Barnes & Noble and Samsung appear to be getting along pretty well, for the two companies have now unveiled their second joint tablet: the Galaxy Tab 4 Nook 10.1. Just like the previous Nook tablet, this is a Galaxy Tab 4 10.1 with some added software tweaks that place emphasis on reading and consuming content from Barnes & Noble. The tablet is available for a launch price of $299 (following a $50 instant rebate), which puts it right in line with the price of the non-Nook version of the slate.
When it comes to technology, all devices slow down over time. As things like RAM and storage get used, the OS has a harder time trudging through all the data compared to when the device was brand spankin' new out of the box. While Android does a great job of making the most of the hardware it's given, sometimes a little help is needed to give it that extra push. That could mean something simple like cleaning out cached files to open up more storage, deleting old text and picture messages, or just getting rid of applications that haven't been used recently.
Microsoft's employees have a lot of free time on their hands, what with taking forever between each update to their Windows Phone platform and other priority stalling operations. They like to use this free time in the Garage, developing apps for Android, just 'cause y'know, it's fun to imagine yourself working on cool projects for once. After Bing Torque, this Journeys & Notes app seems like a mash-up of some features from Foursquare, Field Trip, and The Traveler.
"OK Google, what is Microsoft Garage?" Well, Rita, it's an idea incubator for Microsoft employees who like to dabble with things non-Microsofty in their spare time, like Android for example. They have a crush on us, but they still can't completely deny their allegiance to the quad colors of Redmond so they indulge by mixing in some Bing bangy bongiddy features. "Ah, thanks Google. Can you give me an example?" Sure Rita, that Bing Torque app they just released, though if you ask me, they need a copy editor for their Play Store listing: "It is like to have Microsoft’s Cortana running on your smart watch." That was a direct quote and it is like to read a torturous story for me.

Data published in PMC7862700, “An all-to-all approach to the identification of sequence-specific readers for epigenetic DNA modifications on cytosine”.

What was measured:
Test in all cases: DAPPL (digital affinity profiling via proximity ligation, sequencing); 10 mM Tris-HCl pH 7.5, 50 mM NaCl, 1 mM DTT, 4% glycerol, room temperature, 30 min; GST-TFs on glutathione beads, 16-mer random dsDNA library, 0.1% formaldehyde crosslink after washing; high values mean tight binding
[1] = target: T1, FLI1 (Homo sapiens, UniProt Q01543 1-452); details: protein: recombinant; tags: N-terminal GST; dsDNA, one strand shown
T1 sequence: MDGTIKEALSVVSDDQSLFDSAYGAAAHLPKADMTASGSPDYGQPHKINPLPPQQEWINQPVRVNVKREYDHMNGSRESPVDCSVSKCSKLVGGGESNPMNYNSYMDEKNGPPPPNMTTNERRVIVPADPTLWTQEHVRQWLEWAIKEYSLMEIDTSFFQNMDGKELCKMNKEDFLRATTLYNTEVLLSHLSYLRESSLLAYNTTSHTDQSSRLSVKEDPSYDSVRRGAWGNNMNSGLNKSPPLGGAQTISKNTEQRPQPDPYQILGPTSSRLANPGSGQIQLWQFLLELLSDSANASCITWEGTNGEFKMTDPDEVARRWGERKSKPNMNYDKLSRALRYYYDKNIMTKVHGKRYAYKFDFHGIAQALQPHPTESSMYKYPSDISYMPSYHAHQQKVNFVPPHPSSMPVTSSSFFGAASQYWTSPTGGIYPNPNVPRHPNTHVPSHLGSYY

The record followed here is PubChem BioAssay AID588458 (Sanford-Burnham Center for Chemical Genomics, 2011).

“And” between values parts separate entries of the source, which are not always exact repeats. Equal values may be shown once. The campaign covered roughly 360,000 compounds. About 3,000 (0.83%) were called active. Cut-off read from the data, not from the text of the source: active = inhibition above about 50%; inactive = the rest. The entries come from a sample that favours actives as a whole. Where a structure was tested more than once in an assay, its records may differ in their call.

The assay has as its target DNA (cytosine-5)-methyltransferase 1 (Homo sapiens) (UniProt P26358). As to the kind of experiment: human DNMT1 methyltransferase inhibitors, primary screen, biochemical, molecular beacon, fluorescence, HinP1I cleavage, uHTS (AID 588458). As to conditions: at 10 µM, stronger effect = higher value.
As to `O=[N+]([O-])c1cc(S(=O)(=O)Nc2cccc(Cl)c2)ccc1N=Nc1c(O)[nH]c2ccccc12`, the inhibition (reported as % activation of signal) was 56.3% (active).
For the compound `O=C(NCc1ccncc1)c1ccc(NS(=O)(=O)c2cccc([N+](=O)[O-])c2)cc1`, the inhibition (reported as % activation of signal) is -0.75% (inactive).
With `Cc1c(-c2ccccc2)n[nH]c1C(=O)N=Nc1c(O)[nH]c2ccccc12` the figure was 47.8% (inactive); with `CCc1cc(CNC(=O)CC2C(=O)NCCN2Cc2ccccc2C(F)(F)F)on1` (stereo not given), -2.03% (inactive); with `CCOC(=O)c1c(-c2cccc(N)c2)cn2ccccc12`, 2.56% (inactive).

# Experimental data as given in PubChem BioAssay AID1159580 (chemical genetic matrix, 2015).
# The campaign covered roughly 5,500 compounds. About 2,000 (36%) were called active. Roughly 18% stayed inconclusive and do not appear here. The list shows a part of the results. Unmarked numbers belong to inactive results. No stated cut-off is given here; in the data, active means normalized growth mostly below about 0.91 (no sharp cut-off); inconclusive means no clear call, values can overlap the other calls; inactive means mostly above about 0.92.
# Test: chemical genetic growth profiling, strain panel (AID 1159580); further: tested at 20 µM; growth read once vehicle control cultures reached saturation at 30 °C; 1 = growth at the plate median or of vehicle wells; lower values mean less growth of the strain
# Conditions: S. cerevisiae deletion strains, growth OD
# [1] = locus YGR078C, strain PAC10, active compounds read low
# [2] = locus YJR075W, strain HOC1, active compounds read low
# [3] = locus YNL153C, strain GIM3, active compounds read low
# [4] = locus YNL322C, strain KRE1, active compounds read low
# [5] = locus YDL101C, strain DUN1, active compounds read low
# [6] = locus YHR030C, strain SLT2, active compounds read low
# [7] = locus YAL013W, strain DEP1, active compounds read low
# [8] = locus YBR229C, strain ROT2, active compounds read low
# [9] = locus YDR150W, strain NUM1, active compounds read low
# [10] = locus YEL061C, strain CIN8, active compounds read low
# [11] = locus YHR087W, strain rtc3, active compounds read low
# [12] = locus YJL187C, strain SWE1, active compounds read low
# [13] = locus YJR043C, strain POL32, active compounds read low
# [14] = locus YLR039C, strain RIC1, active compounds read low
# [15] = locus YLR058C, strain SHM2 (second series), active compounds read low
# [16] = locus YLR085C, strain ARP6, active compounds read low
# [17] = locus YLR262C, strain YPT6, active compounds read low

Reaching "Inbox zero" is not an easy task. Especially when there are those emails that might require future action, or those that hang in a nebulous state of still being useful despite the conversation having ended. It's also not very easy to parse out exactly what you need to get done after poring over a page of emails. To address both of these issues (and a few others), Google has been working on a project called Bigtop.
Google has promised standalone music playback over Bluetooth as part of Android Wear for some time, and it appears with Wear version 4.4W2 we're finally getting it, at least if you use Play Music (you're also getting new playback controls). If you're using the latest Play Music APK on your Android phone and have the Android 4.4W2 update on your smartwatch, you can now download your pinned music from your smartphone to your watch.
We spotted it in a teardown of the new material Play Music app this morning, but it looks like a new set of media controls in Android Wear are live - and here's exactly what they look like.
The new controls get a red-themed makeover and volume +/- buttons, plus a nifty kind of physical remote key animation. It's nice. For Play Music, these new controls require two things: the material version of Play Music (which contains an updated mini APK for Wear with these controls) and the 4.4W2 update to Wear, which is rolling out to some devices now, like the LG G Watch.
Google has slowly been adding replacement charging docks for the Android Wear devices to the Play Store. That's important in the case of watches like the Gear Live, which uses a special clip to charge the watch. It's less of an issue for the Qi-equipped Moto 360, but the official stand is in stock now anyway.
The listing for the dock appeared recently, but it wasn't available for purchase. That's changed now, and you can order it for $39.99.